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Water fears dampened - WRA head says plans under way to avert shortage when Bernard Lodge city emerges

Published:Tuesday | April 16, 2019 | 12:21 AMChristopher Serju/Gleaner Writer
Peter Clarke, managing drector of the Water Resources Authority.
Peter Clarke, managing drector of the Water Resources Authority.

The Water Resources Authority (WRA) has imposed a moratorium on the extraction of water from the Rio Cobre basin to reduce the likelihood of a shortage as plans to get the proposed Bernard Lodge city take shape.

Speaking with The Gleaner yesterday, WRA Managing Director Peter Clarke said concerns about the sustainability of the water supply for the surrounding areas in St Catherine, including Portmore, are understandable. However, the entity has moved to safeguard the commodity and stave off any potential negative impact on the Rio Cobre basin, where the aquifers are already stressed, when the development picks up.

“In the whole Rio Cobre basin, which is from Portmore all the way up to Bog Walk, there is a moratorium on abstraction – no new abstraction, no matter who you are, because we have people at the highest level who have sent in applications and those have been not accepted for the simple reason that what we determined is being abstracted out of that whole basin right now, it is at the limit,” Clarke told The Gleaner.

water Reallocation

The Bernard Lodge city will be constructed in an area that supports numerous existing wells for agricultural and domestic purposes, so addressing the water needs in these areas necessitated serious considerations, Clarke told The Gleaner. He explained that there will now be some reallocation of water within the basin from the National Irrigation Commission (NIC) to the National Water Commission NWC.

“If you take any more, then you [are] taking more than the rate of replenishment, so [we are securing water for] the proposed Bernard Lodge development and the planned 17,000 houses ... . So what had to happen was that the Water Commission, which would be responsible for providing the domestic water, had to basically have a trade-off with the National Irrigation Commission,” Clarke said.

“So, of the amount that the NIC was licensed by the WRA to abstract from the Rio Cobre at the headworks of their dam at Angels, St Catherine, the NIC has ceded 17 million gallons of water per day to the NWC. Of this amount, 15 million gallons per day will be used for direct production of water for domestic supply and two million gallons for plant operation. Most of the two million gallons will return to the river after treatment.

“The NWC, by public-private partnership arrangement, will construct, within the next two years, a new water treatment plant at Content, St Catherine, on the banks of the Rio Cobre. So, no additional [new] amount will be abstracted from the Rio Cobre. It simply means that of the amount licensed by the WRA for abstraction at the Angels/Dam Head works, some will be reallocated for domestic purposes. This is all part and parcel of the WRA’s management of water resources through allocation and regulation, as mandated by the Water Resources Act (1995).”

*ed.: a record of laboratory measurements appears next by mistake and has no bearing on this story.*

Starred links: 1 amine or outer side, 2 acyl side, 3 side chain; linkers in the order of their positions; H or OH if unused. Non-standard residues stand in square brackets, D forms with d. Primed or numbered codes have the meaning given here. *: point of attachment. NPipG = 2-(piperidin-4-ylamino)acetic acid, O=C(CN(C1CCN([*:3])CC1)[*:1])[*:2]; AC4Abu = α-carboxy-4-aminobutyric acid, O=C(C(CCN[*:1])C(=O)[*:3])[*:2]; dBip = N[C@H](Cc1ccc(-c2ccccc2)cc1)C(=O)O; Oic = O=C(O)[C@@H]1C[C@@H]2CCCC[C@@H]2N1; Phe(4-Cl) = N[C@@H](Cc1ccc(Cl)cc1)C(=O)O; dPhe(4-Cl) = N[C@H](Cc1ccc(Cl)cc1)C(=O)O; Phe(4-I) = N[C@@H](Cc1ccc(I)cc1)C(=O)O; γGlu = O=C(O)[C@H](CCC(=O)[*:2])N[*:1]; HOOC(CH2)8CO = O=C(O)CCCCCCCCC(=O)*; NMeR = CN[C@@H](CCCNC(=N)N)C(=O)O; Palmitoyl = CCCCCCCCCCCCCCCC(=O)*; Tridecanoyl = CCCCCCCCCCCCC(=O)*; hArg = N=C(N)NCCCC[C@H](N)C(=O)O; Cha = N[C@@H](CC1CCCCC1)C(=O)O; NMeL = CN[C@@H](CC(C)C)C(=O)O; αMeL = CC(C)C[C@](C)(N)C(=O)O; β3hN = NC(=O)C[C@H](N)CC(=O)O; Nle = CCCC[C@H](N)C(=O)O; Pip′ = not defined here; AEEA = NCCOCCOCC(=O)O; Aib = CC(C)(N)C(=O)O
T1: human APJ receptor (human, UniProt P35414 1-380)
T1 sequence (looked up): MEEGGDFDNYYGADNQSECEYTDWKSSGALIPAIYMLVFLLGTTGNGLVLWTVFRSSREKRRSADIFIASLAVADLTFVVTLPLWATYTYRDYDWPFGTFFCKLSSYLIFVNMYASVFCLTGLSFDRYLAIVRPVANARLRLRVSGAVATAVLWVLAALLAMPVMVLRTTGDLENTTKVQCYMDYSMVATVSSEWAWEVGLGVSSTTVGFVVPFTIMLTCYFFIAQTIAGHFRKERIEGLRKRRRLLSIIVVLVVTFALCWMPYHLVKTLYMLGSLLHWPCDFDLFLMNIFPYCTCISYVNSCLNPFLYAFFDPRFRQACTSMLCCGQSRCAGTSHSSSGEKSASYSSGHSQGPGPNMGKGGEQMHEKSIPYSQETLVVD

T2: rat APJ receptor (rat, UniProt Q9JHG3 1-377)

The WRA managing director said that of the overall amount of water being allocated for domestic purposes, approximately 3.5 million gallons will be diverted into Bernard Lodge to meet the domestic/industrial needs of the proposed development.

He added that the NWC would also need to reduce their non-revenue water losses from 60 per cent to 40 per cent in Portmore and the general southeast St Catherine area before pressing for a reduction in Spanish Town.

“The production water thus saved can then further augment the needs of those same service areas,” Clarke said.

In Gleaner column published in April 2018, former WRA Managing Director Basil Fernandez had raised concerns about the availability of a long-term source of water.

“It is possible that the NWC and NIC could lose the wells now in operation. If this water is taken from the Rio Cobre, it would significantly impact the farmers (including aquaculture), which would see a further decline in agriculture, the operations of the NIC and economic growth,” Fernandez declared then.

“It is possible that the irrigation wells now in production and supplying water to farmers could be converted to domestic uses (as was done at Vineyards and Whim), but this would lead to increased abstraction as while irrigation wells are rested during the rainy seasons, domestic wells are run 24/7. In addition, domestic use is 100 per cent consumptive, and there would be no water from the BLC being discharged to recharge the aquifer.

“The Bernard Lodge city would, therefore, lead to increased water demand, a decline in groundwater levels and storage, and the potential for seawater intrusion into the aquifer. There may be other options to maintaining the agricultural water supply, such as use of treated effluent from the Soapberry sewerage plant, but this would require significant funding to improve the effluent quality to make it safe for agricultural use and recharging the aquifer.”

The development will transform the approximately 4,600 acres of cane lands at Bernard Lodge in St Catherine into a brand-new city with a host of social and civic amenities and will take developers 18 years to complete. Full-scale development is expected to begin in the next five years.